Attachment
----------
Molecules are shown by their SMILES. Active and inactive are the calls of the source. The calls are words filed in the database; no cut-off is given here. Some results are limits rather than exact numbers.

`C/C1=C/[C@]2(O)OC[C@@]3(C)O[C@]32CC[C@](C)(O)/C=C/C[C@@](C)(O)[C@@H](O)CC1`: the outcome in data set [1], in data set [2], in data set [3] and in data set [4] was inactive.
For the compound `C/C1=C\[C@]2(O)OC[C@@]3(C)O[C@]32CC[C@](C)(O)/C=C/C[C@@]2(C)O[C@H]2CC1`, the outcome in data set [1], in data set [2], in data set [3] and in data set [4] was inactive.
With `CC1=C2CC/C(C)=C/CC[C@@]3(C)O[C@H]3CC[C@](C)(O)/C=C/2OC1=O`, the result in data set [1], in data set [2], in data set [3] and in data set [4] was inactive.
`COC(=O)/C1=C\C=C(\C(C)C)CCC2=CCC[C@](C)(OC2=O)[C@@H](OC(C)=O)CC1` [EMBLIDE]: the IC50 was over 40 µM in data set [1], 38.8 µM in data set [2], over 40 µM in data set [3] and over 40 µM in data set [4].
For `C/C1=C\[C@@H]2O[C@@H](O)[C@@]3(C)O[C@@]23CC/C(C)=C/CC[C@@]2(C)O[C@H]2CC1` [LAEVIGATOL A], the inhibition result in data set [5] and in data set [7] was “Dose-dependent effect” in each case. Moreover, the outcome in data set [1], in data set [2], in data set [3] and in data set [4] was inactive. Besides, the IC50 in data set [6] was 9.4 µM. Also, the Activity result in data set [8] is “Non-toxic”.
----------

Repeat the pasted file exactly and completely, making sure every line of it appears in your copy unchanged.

Molecules are shown by their SMILES. Active and inactive are the calls of the source. The calls are words filed in the database; no cut-off is given here. Some results are limits rather than exact numbers.

`C/C1=C/[C@]2(O)OC[C@@]3(C)O[C@]32CC[C@](C)(O)/C=C/C[C@@](C)(O)[C@@H](O)CC1`: the outcome in data set [1], in data set [2], in data set [3] and in data set [4] was inactive.
For the compound `C/C1=C\[C@]2(O)OC[C@@]3(C)O[C@]32CC[C@](C)(O)/C=C/C[C@@]2(C)O[C@H]2CC1`, the outcome in data set [1], in data set [2], in data set [3] and in data set [4] was inactive.
With `CC1=C2CC/C(C)=C/CC[C@@]3(C)O[C@H]3CC[C@](C)(O)/C=C/2OC1=O`, the result in data set [1], in data set [2], in data set [3] and in data set [4] was inactive.
`COC(=O)/C1=C\C=C(\C(C)C)CCC2=CCC[C@](C)(OC2=O)[C@@H](OC(C)=O)CC1` [EMBLIDE]: the IC50 was over 40 µM in data set [1], 38.8 µM in data set [2], over 40 µM in data set [3] and over 40 µM in data set [4].
For `C/C1=C\[C@@H]2O[C@@H](O)[C@@]3(C)O[C@@]23CC/C(C)=C/CC[C@@]2(C)O[C@H]2CC1` [LAEVIGATOL A], the inhibition result in data set [5] and in data set [7] was “Dose-dependent effect” in each case. Moreover, the outcome in data set [1], in data set [2], in data set [3] and in data set [4] was inactive. Besides, the IC50 in data set [6] was 9.4 µM. Also, the Activity result in data set [8] is “Non-toxic”.